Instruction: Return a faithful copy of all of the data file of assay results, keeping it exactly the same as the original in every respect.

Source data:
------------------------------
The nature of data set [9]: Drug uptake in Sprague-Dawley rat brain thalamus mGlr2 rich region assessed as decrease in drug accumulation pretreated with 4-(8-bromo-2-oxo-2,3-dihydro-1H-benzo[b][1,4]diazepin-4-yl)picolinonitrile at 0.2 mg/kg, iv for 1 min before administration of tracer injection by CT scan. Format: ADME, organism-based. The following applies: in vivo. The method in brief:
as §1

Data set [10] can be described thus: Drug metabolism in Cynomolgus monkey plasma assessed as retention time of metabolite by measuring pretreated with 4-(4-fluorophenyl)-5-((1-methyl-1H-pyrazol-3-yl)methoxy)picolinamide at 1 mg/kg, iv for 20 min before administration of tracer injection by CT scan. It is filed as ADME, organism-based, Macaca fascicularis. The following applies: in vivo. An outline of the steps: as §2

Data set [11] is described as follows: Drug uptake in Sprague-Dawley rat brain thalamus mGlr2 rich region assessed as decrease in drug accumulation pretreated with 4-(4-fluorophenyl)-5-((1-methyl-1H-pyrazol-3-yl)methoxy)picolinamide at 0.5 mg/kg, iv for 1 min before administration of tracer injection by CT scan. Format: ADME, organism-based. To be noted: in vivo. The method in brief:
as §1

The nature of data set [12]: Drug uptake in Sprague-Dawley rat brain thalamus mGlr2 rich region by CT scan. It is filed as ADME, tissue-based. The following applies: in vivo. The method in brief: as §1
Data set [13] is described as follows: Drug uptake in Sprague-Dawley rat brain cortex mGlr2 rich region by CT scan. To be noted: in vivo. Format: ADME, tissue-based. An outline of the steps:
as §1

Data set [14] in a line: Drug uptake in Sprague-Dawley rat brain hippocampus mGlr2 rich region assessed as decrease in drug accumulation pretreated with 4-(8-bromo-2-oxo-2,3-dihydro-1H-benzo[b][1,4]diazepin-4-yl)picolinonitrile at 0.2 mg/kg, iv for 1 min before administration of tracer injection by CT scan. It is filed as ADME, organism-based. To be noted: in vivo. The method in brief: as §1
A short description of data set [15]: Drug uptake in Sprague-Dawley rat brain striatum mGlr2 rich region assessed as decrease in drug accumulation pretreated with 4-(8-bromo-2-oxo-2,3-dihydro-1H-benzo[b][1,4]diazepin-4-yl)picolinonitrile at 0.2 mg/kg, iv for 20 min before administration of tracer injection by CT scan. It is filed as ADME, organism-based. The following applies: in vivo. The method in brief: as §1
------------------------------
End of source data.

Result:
The nature of data set [9]: Drug uptake in Sprague-Dawley rat brain thalamus mGlr2 rich region assessed as decrease in drug accumulation pretreated with 4-(8-bromo-2-oxo-2,3-dihydro-1H-benzo[b][1,4]diazepin-4-yl)picolinonitrile at 0.2 mg/kg, iv for 1 min before administration of tracer injection by CT scan. Format: ADME, organism-based. The following applies: in vivo. The method in brief:
as §1

Data set [10] can be described thus: Drug metabolism in Cynomolgus monkey plasma assessed as retention time of metabolite by measuring pretreated with 4-(4-fluorophenyl)-5-((1-methyl-1H-pyrazol-3-yl)methoxy)picolinamide at 1 mg/kg, iv for 20 min before administration of tracer injection by CT scan. It is filed as ADME, organism-based, Macaca fascicularis. The following applies: in vivo. An outline of the steps: as §2

Data set [11] is described as follows: Drug uptake in Sprague-Dawley rat brain thalamus mGlr2 rich region assessed as decrease in drug accumulation pretreated with 4-(4-fluorophenyl)-5-((1-methyl-1H-pyrazol-3-yl)methoxy)picolinamide at 0.5 mg/kg, iv for 1 min before administration of tracer injection by CT scan. Format: ADME, organism-based. To be noted: in vivo. The method in brief:
as §1

The nature of data set [12]: Drug uptake in Sprague-Dawley rat brain thalamus mGlr2 rich region by CT scan. It is filed as ADME, tissue-based. The following applies: in vivo. The method in brief: as §1
Data set [13] is described as follows: Drug uptake in Sprague-Dawley rat brain cortex mGlr2 rich region by CT scan. To be noted: in vivo. Format: ADME, tissue-based. An outline of the steps:
as §1

Data set [14] in a line: Drug uptake in Sprague-Dawley rat brain hippocampus mGlr2 rich region assessed as decrease in drug accumulation pretreated with 4-(8-bromo-2-oxo-2,3-dihydro-1H-benzo[b][1,4]diazepin-4-yl)picolinonitrile at 0.2 mg/kg, iv for 1 min before administration of tracer injection by CT scan. It is filed as ADME, organism-based. To be noted: in vivo. The method in brief: as §1
A short description of data set [15]: Drug uptake in Sprague-Dawley rat brain striatum mGlr2 rich region assessed as decrease in drug accumulation pretreated with 4-(8-bromo-2-oxo-2,3-dihydro-1H-benzo[b][1,4]diazepin-4-yl)picolinonitrile at 0.2 mg/kg, iv for 20 min before administration of tracer injection by CT scan. It is filed as ADME, organism-based. The following applies: in vivo. The method in brief: as §1